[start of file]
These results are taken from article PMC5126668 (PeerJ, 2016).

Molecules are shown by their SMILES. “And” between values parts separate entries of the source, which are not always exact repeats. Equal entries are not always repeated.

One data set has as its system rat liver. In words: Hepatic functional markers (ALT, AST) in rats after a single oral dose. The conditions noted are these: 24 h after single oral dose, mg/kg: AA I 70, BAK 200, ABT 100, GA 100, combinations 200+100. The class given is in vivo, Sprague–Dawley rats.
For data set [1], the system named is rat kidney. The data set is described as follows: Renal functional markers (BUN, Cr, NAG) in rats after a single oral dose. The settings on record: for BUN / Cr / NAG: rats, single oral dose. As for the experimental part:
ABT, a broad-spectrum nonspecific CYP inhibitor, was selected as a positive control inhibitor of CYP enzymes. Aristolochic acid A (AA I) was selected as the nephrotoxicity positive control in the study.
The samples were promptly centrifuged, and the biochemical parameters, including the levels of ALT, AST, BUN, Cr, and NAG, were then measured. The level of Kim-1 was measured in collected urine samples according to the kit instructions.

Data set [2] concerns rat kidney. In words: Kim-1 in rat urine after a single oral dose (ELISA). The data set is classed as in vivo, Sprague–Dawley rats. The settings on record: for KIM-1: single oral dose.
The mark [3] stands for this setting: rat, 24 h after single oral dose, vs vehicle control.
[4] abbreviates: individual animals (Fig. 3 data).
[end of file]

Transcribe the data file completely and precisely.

These results are taken from article PMC5126668 (PeerJ, 2016).

Molecules are shown by their SMILES. “And” between values parts separate entries of the source, which are not always exact repeats. Equal entries are not always repeated.

One data set has as its system rat liver. In words: Hepatic functional markers (ALT, AST) in rats after a single oral dose. The conditions noted are these: 24 h after single oral dose, mg/kg: AA I 70, BAK 200, ABT 100, GA 100, combinations 200+100. The class given is in vivo, Sprague–Dawley rats.
For data set [1], the system named is rat kidney. The data set is described as follows: Renal functional markers (BUN, Cr, NAG) in rats after a single oral dose. The settings on record: for BUN / Cr / NAG: rats, single oral dose. As for the experimental part:
ABT, a broad-spectrum nonspecific CYP inhibitor, was selected as a positive control inhibitor of CYP enzymes. Aristolochic acid A (AA I) was selected as the nephrotoxicity positive control in the study.
The samples were promptly centrifuged, and the biochemical parameters, including the levels of ALT, AST, BUN, Cr, and NAG, were then measured. The level of Kim-1 was measured in collected urine samples according to the kit instructions.

Data set [2] concerns rat kidney. In words: Kim-1 in rat urine after a single oral dose (ELISA). The data set is classed as in vivo, Sprague–Dawley rats. The settings on record: for KIM-1: single oral dose.
The mark [3] stands for this setting: rat, 24 h after single oral dose, vs vehicle control.
[4] abbreviates: individual animals (Fig. 3 data).